“You can’t help contextualizing Bausch’s advice to a dancer to ‘get crazier,’ which might have still seemed au courant in 2011 (although the word of choice then was ‘weird’) but is now eclipsed by a current cultural attitude of ‘nothing seems shocking’.  We might as well literally live in front of a screen—and now the pandemic is testing that out for us.  Yet you still argue for live performance, of ‘history colliding with the present, bodies ever aging, ever changing.’  I’m charmed to recall how my body has aged between having sat in an audience just a few years ago, even if a movie audience, and now, when I open Youtube on the iPhone to look back on that same performance, while I sit in my car.  Sitting with an audience reminds you of a cultural moment through which you are passing, but what does sitting in an empty car offer?  I would now answer: a pastmodern moment, the border between past and present erased without its becoming fictionalized in a film or conventional story.

“To strengthen that distinction, I’m attaching some pics, including the ‘Field Bridge Map’ of our seminar with literary writers in the Everglades.  Could there be anything more pathetic than watching a PBS Everglades doc instead of wading out to a dry season alligator hole in Everglades National Park?  Not the danger (there is none, with a Park Ranger guide) but the layered liquids of sweat, humidity, wetlands water, and clouds so close you could almost touch them, as you watch a brood of baby alligators swim out from mama to eyeball you.  You are being looked at, not likely through a screen on a device (there’s Skype, but no curious alligators on the other end, at home in their natural environment).”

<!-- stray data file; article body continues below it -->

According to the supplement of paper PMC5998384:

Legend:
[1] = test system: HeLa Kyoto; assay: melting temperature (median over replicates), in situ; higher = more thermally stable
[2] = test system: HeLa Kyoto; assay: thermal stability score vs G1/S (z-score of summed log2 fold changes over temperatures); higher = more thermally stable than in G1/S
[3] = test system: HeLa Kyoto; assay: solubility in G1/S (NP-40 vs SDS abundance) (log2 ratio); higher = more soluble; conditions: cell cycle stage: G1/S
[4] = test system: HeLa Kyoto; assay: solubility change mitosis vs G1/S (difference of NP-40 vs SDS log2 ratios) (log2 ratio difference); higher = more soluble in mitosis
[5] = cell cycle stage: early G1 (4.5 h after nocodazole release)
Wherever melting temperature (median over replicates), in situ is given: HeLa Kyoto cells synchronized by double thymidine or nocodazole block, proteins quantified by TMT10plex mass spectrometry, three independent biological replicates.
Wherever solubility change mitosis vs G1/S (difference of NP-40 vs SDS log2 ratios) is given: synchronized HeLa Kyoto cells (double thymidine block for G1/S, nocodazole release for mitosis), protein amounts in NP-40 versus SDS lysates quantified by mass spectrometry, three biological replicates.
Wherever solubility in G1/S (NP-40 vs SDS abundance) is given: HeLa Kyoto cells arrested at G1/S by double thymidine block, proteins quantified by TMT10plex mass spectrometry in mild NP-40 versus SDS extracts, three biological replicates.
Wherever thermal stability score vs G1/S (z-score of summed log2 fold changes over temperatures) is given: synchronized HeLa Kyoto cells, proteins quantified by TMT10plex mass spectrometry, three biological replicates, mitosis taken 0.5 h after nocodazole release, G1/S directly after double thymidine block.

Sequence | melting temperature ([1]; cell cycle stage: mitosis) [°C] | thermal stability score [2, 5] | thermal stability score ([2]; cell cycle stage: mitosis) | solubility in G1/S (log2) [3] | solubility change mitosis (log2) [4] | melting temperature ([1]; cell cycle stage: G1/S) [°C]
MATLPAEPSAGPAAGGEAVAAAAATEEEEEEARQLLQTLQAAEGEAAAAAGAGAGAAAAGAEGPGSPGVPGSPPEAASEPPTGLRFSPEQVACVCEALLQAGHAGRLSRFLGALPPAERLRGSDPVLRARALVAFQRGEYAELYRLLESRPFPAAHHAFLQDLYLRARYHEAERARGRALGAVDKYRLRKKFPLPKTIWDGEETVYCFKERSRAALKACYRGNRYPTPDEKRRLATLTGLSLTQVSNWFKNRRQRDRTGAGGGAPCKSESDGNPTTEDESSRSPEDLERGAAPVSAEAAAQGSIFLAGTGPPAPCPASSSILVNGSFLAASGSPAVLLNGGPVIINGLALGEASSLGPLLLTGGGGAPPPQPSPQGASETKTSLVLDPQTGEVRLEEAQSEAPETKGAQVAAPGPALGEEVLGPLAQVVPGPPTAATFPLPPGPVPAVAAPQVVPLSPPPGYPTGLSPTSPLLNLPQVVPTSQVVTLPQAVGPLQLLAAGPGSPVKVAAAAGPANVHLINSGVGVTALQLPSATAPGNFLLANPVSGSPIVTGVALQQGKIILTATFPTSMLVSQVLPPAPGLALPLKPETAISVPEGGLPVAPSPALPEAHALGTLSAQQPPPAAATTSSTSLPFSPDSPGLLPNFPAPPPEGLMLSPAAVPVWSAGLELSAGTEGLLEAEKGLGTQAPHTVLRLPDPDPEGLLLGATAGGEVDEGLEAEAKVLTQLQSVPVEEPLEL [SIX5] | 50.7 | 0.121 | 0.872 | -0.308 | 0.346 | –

Because of these necessary distinctions put behind us, I’m suddenly freed of layers of artifice to look again—in the mind’s eye, as it were—at the alligators looking at me.  Contrary to seeing the individual me, they are looking at a species, Homo sapiens, as I at Alligator olseni, and we can now call this vision of species consciousness, pastmodern.  Each of us, alligator and human, beyond sensing the past, are facing the past in front of us.

Both Naomi Fisher and I were in Miami at the time.  Although we could chat on a device at any time, there’d be no necessity then for Miami, since we are merely holding it in mind, imagining it.  Yet in a pastmodern work, we’re historical in the present moment as species, so that Miami—the living species that comprise it—is an ecosystem.  In that sense, it is looking back at us, creatures of a species surrounded by our quiet and noisy creations, as if in a species playpen.

If we look at a couple of Naomi Fisher’s artworks that we can call pastmodern—one a painting, the other a photo drama—we may view them looking at us, rather than in modernist or postmodernist terms, us looking at them.  In the painting of tropical leaves, we see not so much an impression of leaves as a presence.  Although the color and outline are somewhat distinct our vision is clouded, but not for specific effect.  A living plant is hidden behind the clouding, a species, and its leaves in outline and color represent it.  Unlike a modernist work, the affect of its artist that is in the hand and surface texture on paper remains clouded.

We are prefigured presences, just as are the alien intelligent species we humans might encounter in the distant future.